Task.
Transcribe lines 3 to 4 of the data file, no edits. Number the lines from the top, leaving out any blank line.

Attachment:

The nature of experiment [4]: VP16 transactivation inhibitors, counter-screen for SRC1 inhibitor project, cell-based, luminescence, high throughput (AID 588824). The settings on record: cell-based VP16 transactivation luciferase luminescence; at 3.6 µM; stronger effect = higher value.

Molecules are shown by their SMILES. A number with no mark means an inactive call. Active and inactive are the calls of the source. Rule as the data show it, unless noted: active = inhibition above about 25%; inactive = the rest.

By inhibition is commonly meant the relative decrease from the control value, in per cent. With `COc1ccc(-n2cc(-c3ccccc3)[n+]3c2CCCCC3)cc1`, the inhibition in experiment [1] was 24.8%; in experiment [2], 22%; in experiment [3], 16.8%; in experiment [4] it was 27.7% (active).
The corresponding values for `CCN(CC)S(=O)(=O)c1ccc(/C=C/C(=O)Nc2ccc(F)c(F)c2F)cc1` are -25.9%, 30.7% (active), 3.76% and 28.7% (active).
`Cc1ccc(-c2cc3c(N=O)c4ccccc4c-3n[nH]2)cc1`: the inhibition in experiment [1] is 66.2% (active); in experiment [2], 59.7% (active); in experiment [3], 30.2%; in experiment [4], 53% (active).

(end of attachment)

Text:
By inhibition is commonly meant the relative decrease from the control value, in per cent. With `COc1ccc(-n2cc(-c3ccccc3)[n+]3c2CCCCC3)cc1`, the inhibition in experiment [1] was 24.8%; in experiment [2], 22%; in experiment [3], 16.8%; in experiment [4] it was 27.7% (active).
The corresponding values for `CCN(CC)S(=O)(=O)c1ccc(/C=C/C(=O)Nc2ccc(F)c(F)c2F)cc1` are -25.9%, 30.7% (active), 3.76% and 28.7% (active).